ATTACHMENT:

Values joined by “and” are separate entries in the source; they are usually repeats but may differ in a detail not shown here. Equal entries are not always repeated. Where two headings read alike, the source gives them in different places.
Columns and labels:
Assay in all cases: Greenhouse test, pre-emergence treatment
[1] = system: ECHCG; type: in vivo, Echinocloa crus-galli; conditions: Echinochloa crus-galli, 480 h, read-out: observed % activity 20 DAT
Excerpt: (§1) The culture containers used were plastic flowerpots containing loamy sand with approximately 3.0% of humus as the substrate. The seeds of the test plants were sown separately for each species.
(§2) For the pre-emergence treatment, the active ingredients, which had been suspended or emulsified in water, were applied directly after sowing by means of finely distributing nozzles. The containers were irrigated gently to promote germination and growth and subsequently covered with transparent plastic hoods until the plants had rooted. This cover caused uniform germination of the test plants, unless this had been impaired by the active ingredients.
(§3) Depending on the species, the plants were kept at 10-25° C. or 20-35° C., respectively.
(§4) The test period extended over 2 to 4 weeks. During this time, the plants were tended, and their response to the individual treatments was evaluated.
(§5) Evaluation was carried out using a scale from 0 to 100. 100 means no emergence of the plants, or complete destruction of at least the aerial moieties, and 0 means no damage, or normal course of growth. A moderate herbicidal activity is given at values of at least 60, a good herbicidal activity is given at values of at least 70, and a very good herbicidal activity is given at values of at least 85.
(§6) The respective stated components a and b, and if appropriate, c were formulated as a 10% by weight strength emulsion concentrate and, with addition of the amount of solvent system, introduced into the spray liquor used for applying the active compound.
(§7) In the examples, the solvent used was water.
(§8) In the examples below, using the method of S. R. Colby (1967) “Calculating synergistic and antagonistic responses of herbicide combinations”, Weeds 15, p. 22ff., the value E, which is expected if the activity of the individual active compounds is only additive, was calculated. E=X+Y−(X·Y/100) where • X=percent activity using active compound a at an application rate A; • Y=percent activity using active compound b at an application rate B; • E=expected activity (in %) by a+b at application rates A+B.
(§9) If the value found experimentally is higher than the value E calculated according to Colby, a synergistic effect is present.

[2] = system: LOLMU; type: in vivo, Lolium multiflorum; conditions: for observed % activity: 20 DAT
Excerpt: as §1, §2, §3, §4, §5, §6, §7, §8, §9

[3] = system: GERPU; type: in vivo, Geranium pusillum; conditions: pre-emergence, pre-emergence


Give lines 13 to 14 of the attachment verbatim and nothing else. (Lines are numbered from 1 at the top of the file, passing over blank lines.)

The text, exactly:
(§9) If the value found experimentally is higher than the value E calculated according to Colby, a synergistic effect is present.

[2] = system: LOLMU; type: in vivo, Lolium multiflorum; conditions: for observed % activity: 20 DAT